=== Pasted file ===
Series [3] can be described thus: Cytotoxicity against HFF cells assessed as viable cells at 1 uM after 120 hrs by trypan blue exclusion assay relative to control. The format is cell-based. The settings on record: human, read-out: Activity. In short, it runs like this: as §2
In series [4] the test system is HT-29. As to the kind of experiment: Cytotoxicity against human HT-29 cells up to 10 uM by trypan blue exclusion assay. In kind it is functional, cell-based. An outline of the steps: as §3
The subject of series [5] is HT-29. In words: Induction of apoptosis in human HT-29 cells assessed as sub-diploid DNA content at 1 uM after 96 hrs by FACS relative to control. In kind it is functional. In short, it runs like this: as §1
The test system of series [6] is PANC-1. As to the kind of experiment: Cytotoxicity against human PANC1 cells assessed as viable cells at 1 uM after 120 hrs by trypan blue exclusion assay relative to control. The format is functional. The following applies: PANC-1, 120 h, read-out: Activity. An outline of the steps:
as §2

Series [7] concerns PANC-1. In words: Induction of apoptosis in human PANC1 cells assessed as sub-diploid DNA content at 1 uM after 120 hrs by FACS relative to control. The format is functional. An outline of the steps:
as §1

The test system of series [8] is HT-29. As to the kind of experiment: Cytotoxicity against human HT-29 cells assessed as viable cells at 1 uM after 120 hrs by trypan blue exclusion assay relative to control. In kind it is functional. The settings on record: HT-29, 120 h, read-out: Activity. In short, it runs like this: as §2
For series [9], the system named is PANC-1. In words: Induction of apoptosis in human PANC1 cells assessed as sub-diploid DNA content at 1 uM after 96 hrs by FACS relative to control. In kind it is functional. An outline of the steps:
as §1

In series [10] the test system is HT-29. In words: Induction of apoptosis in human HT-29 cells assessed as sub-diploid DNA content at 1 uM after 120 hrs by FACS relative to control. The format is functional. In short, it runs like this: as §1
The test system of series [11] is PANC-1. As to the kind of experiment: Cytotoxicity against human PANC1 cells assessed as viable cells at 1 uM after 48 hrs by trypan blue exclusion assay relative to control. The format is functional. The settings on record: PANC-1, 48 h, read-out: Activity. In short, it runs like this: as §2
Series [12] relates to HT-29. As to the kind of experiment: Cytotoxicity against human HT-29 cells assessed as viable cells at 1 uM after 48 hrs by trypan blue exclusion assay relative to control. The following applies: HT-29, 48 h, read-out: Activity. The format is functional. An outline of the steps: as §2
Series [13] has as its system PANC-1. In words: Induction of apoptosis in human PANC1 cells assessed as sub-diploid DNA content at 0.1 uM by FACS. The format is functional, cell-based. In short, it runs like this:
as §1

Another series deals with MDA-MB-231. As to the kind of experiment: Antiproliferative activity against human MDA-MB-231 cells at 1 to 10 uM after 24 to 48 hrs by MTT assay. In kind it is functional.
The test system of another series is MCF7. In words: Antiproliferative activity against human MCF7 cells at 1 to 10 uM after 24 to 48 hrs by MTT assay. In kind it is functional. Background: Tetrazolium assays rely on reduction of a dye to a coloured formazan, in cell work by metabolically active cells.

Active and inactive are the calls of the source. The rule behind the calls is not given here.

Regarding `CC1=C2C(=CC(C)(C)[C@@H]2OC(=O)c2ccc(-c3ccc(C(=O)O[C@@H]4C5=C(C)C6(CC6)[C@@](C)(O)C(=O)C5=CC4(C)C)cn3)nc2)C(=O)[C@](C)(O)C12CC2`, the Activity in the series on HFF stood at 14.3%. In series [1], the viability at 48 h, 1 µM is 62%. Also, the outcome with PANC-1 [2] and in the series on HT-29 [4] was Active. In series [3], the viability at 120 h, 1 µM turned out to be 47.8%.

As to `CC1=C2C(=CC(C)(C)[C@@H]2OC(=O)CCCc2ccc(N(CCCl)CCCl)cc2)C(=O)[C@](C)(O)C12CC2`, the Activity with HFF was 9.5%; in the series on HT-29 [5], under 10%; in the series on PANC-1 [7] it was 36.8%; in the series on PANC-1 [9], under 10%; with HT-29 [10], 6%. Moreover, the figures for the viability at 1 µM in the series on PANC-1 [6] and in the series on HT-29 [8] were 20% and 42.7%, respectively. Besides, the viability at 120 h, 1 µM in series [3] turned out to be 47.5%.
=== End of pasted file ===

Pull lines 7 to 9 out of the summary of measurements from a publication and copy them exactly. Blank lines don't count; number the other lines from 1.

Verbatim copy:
as §1

The test system of series [8] is HT-29. As to the kind of experiment: Cytotoxicity against human HT-29 cells assessed as viable cells at 1 uM after 120 hrs by trypan blue exclusion assay relative to control. In kind it is functional. The settings on record: HT-29, 120 h, read-out: Activity. In short, it runs like this: as §2
For series [9], the system named is PANC-1. In words: Induction of apoptosis in human PANC1 cells assessed as sub-diploid DNA content at 1 uM after 96 hrs by FACS relative to control. In kind it is functional. An outline of the steps: